respeggt with heart and mind!

Every year in Germany alone about 45 million male chicks are killed in the course of egg production. This is because they are unable to lay eggs and cannot put on enough weight for meat production. This globally common practice poses an ethical dilemma for our society, which respeggt has finally solved with a patented process.


respeggt is nominated! We are proud to be nominees for the Next Economy Award 2021 as part of the 13th German Sustainability Award! We are very much looking forward to the joint competition and wish all competitors good luck!

It is time we took action.

Each year in Germany approximately 220 eggs and 20.9 kg of poultry meat is consumed per capita.* Two different types of poultry breeds are used for production: the fattening breeds, which can put on weight very quickly and extremely efficiently, and the egg-laying breeds, whose female animals have a very high laying performance. The males of the egg-laying breed, on the other hand, cannot lay eggs or put on weight quickly enough. This means: the cock of the egg-laying breed is economically useless and without any further use. Therefore it is killed immediately after hatching.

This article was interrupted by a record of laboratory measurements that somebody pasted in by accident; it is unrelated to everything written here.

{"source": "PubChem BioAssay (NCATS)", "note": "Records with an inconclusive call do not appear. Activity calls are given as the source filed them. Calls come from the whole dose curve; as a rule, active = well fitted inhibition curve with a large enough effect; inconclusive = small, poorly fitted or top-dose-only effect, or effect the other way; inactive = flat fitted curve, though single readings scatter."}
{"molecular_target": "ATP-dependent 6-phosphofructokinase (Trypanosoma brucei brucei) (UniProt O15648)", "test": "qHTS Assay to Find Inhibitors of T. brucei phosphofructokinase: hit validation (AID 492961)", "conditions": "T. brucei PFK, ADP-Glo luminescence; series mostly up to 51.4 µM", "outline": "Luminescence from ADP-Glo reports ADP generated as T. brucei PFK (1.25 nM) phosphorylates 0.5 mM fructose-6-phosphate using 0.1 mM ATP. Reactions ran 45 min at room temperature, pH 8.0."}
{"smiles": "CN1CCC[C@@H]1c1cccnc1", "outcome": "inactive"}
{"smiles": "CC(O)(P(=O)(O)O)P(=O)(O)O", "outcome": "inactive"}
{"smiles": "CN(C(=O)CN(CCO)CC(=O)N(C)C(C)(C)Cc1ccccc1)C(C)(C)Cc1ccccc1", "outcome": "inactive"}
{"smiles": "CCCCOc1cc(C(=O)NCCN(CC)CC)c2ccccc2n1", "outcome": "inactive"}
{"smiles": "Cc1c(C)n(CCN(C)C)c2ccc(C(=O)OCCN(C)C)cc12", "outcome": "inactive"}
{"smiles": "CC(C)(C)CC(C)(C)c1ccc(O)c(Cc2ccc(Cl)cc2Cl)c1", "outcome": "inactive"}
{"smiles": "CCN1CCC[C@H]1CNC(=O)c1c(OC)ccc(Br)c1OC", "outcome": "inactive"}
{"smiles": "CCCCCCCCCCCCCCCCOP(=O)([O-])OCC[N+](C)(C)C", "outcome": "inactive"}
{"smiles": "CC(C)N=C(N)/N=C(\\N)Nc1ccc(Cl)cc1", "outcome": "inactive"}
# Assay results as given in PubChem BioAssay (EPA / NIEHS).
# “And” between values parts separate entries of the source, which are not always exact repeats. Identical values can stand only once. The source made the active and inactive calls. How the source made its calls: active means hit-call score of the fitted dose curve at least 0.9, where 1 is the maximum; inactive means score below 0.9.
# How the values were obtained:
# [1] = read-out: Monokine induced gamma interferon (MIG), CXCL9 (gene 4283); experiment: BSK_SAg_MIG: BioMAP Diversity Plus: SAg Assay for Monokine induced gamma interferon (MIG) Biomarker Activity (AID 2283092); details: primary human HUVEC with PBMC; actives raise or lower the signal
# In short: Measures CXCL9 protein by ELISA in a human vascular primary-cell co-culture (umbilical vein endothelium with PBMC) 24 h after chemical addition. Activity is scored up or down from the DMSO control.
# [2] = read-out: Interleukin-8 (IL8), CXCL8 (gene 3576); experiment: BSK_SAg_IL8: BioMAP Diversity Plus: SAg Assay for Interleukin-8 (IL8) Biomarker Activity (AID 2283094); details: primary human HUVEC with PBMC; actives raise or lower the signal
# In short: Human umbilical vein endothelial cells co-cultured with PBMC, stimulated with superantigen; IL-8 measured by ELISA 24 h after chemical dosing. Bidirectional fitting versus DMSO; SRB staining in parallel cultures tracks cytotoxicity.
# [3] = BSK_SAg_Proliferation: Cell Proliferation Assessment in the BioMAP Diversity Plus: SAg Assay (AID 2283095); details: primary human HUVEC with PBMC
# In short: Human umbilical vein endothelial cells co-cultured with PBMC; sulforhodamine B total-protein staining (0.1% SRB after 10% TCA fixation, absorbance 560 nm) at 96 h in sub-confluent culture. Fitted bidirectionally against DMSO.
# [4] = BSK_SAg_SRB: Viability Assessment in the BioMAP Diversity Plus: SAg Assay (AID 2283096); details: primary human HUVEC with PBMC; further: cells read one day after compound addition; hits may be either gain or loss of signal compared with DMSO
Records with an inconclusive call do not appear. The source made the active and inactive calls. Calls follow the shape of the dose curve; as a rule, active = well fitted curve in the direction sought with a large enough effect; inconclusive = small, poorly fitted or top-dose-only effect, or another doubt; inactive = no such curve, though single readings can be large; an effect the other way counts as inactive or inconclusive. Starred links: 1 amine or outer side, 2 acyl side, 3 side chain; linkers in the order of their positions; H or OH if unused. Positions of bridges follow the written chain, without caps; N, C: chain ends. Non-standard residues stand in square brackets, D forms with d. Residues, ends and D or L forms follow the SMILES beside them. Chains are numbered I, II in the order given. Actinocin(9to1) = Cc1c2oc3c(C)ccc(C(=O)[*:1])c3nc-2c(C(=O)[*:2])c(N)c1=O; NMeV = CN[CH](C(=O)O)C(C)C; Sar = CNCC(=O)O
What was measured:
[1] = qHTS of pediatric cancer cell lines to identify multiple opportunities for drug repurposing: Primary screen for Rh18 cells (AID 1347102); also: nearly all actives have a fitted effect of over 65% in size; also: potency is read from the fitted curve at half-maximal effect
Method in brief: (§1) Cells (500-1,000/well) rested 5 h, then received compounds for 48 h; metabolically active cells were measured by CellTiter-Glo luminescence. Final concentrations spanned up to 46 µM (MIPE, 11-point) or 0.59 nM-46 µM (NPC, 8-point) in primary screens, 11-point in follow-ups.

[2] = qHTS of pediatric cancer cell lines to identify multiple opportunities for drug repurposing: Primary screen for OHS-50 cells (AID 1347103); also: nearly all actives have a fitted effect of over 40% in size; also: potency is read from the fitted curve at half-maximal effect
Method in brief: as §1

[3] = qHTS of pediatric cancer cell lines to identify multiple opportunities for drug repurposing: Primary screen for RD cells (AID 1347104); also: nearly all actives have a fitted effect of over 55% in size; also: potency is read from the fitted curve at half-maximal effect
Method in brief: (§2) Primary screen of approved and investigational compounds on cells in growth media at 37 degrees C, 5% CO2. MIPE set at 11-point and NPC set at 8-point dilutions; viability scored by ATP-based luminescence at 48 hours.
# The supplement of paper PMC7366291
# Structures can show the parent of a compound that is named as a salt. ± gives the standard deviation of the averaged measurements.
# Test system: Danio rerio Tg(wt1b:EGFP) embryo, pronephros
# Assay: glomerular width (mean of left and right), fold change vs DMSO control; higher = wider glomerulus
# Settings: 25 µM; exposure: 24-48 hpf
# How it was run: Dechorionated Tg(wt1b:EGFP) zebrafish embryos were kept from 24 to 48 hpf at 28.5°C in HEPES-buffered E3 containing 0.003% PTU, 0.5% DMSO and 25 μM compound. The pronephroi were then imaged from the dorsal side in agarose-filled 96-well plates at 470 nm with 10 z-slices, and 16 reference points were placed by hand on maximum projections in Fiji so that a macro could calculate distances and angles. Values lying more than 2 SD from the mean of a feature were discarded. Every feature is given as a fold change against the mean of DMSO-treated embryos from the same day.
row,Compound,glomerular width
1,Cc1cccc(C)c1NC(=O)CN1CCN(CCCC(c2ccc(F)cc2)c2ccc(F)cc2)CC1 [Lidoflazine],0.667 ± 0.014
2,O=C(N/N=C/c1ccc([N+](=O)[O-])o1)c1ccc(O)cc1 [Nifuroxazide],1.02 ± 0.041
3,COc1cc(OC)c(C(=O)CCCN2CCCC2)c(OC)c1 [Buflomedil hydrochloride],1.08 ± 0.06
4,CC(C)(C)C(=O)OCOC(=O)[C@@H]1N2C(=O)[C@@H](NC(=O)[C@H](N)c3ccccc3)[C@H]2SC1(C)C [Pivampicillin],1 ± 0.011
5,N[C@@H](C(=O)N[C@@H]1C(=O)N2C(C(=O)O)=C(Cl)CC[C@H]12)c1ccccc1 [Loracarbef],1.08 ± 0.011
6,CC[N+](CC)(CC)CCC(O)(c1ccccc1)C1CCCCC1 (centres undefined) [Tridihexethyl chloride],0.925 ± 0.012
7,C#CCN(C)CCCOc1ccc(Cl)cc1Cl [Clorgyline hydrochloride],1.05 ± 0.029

respeggt’s solution.

Respeggt has taken up the challenge of finding a respectful solution to this problem. Due to a worldwide unique and patented process respeggt is able to prevent male chicks from hatching in Germany and save them from their ethically unsound fate. Experts estimate that a total of approximately 4 billion male chicks worldwide suffer this fate.

A look into the future.

Since the respeggt process can also be used for large egg production in the long term, no more chicks will have to be killed in the future.

In supermarkets and discount supermarkets, eggs can be found in numerous facets – whether as regular eggs or processed foods such as pasta, cakes or biscuits – all foods containing eggs could be certified with the respeggt label. Yet again, another contribution to stopping the chick culling.


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Statista 2018; per capita consumption of poultry meat in Germany from 1991 to 2017 (in kilograms), data from 2017 “Food consumption including animal feed, industrial use and losses”.